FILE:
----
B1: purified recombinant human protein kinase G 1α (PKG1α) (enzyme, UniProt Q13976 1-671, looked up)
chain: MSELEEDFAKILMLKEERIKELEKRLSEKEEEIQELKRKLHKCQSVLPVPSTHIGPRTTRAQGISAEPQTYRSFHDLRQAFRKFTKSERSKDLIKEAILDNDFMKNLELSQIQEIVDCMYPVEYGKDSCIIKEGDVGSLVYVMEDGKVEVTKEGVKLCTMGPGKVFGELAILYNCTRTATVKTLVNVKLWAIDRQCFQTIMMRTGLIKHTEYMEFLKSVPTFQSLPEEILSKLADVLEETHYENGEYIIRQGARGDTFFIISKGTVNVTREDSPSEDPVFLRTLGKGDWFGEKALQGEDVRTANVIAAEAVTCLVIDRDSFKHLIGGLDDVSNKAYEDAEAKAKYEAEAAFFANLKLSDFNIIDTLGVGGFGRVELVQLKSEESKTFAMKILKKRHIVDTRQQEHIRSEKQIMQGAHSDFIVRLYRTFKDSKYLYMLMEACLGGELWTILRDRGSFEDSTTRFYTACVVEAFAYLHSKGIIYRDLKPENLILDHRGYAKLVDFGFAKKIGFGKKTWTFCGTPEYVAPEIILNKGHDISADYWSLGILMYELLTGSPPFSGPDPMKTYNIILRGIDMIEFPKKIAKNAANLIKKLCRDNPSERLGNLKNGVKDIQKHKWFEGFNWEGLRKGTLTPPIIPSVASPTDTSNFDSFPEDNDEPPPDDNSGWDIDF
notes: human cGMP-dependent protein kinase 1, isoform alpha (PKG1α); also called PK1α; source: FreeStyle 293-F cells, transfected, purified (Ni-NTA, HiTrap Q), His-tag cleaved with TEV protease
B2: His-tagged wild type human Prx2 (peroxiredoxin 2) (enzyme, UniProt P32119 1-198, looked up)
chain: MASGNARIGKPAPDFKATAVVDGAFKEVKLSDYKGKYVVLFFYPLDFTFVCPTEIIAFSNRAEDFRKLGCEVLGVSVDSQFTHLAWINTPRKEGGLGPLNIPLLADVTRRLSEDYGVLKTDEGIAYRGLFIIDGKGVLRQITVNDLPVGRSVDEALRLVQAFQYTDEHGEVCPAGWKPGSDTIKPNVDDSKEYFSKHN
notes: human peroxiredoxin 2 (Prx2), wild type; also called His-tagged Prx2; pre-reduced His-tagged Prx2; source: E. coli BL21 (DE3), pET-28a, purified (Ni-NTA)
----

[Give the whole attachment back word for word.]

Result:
B1: purified recombinant human protein kinase G 1α (PKG1α) (enzyme, UniProt Q13976 1-671, looked up)
chain: MSELEEDFAKILMLKEERIKELEKRLSEKEEEIQELKRKLHKCQSVLPVPSTHIGPRTTRAQGISAEPQTYRSFHDLRQAFRKFTKSERSKDLIKEAILDNDFMKNLELSQIQEIVDCMYPVEYGKDSCIIKEGDVGSLVYVMEDGKVEVTKEGVKLCTMGPGKVFGELAILYNCTRTATVKTLVNVKLWAIDRQCFQTIMMRTGLIKHTEYMEFLKSVPTFQSLPEEILSKLADVLEETHYENGEYIIRQGARGDTFFIISKGTVNVTREDSPSEDPVFLRTLGKGDWFGEKALQGEDVRTANVIAAEAVTCLVIDRDSFKHLIGGLDDVSNKAYEDAEAKAKYEAEAAFFANLKLSDFNIIDTLGVGGFGRVELVQLKSEESKTFAMKILKKRHIVDTRQQEHIRSEKQIMQGAHSDFIVRLYRTFKDSKYLYMLMEACLGGELWTILRDRGSFEDSTTRFYTACVVEAFAYLHSKGIIYRDLKPENLILDHRGYAKLVDFGFAKKIGFGKKTWTFCGTPEYVAPEIILNKGHDISADYWSLGILMYELLTGSPPFSGPDPMKTYNIILRGIDMIEFPKKIAKNAANLIKKLCRDNPSERLGNLKNGVKDIQKHKWFEGFNWEGLRKGTLTPPIIPSVASPTDTSNFDSFPEDNDEPPPDDNSGWDIDF
notes: human cGMP-dependent protein kinase 1, isoform alpha (PKG1α); also called PK1α; source: FreeStyle 293-F cells, transfected, purified (Ni-NTA, HiTrap Q), His-tag cleaved with TEV protease
B2: His-tagged wild type human Prx2 (peroxiredoxin 2) (enzyme, UniProt P32119 1-198, looked up)
chain: MASGNARIGKPAPDFKATAVVDGAFKEVKLSDYKGKYVVLFFYPLDFTFVCPTEIIAFSNRAEDFRKLGCEVLGVSVDSQFTHLAWINTPRKEGGLGPLNIPLLADVTRRLSEDYGVLKTDEGIAYRGLFIIDGKGVLRQITVNDLPVGRSVDEALRLVQAFQYTDEHGEVCPAGWKPGSDTIKPNVDDSKEYFSKHN
notes: human peroxiredoxin 2 (Prx2), wild type; also called His-tagged Prx2; pre-reduced His-tagged Prx2; source: E. coli BL21 (DE3), pET-28a, purified (Ni-NTA)